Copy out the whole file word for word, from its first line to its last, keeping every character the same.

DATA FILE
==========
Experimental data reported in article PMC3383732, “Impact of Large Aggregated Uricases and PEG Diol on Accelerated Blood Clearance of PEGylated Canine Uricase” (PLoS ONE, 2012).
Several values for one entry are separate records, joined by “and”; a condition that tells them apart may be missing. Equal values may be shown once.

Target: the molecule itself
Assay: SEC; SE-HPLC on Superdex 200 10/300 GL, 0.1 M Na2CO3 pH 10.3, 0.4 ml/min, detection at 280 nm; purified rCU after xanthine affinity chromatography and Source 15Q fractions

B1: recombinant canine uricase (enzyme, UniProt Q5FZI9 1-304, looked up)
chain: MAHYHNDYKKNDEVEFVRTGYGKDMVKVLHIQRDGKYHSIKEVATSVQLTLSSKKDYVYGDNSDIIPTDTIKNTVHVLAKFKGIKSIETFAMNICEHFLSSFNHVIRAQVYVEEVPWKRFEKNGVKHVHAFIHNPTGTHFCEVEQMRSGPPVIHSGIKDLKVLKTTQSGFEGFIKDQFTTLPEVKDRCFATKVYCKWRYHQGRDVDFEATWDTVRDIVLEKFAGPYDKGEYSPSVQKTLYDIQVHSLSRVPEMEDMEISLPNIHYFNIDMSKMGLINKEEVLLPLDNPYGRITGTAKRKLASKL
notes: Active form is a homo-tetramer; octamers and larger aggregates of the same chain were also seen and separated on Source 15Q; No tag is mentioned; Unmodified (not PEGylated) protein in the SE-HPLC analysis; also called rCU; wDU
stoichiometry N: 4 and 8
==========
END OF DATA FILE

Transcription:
Experimental data reported in article PMC3383732, “Impact of Large Aggregated Uricases and PEG Diol on Accelerated Blood Clearance of PEGylated Canine Uricase” (PLoS ONE, 2012).
Several values for one entry are separate records, joined by “and”; a condition that tells them apart may be missing. Equal values may be shown once.

Target: the molecule itself
Assay: SEC; SE-HPLC on Superdex 200 10/300 GL, 0.1 M Na2CO3 pH 10.3, 0.4 ml/min, detection at 280 nm; purified rCU after xanthine affinity chromatography and Source 15Q fractions

B1: recombinant canine uricase (enzyme, UniProt Q5FZI9 1-304, looked up)
chain: MAHYHNDYKKNDEVEFVRTGYGKDMVKVLHIQRDGKYHSIKEVATSVQLTLSSKKDYVYGDNSDIIPTDTIKNTVHVLAKFKGIKSIETFAMNICEHFLSSFNHVIRAQVYVEEVPWKRFEKNGVKHVHAFIHNPTGTHFCEVEQMRSGPPVIHSGIKDLKVLKTTQSGFEGFIKDQFTTLPEVKDRCFATKVYCKWRYHQGRDVDFEATWDTVRDIVLEKFAGPYDKGEYSPSVQKTLYDIQVHSLSRVPEMEDMEISLPNIHYFNIDMSKMGLINKEEVLLPLDNPYGRITGTAKRKLASKL
notes: Active form is a homo-tetramer; octamers and larger aggregates of the same chain were also seen and separated on Source 15Q; No tag is mentioned; Unmodified (not PEGylated) protein in the SE-HPLC analysis; also called rCU; wDU
stoichiometry N: 4 and 8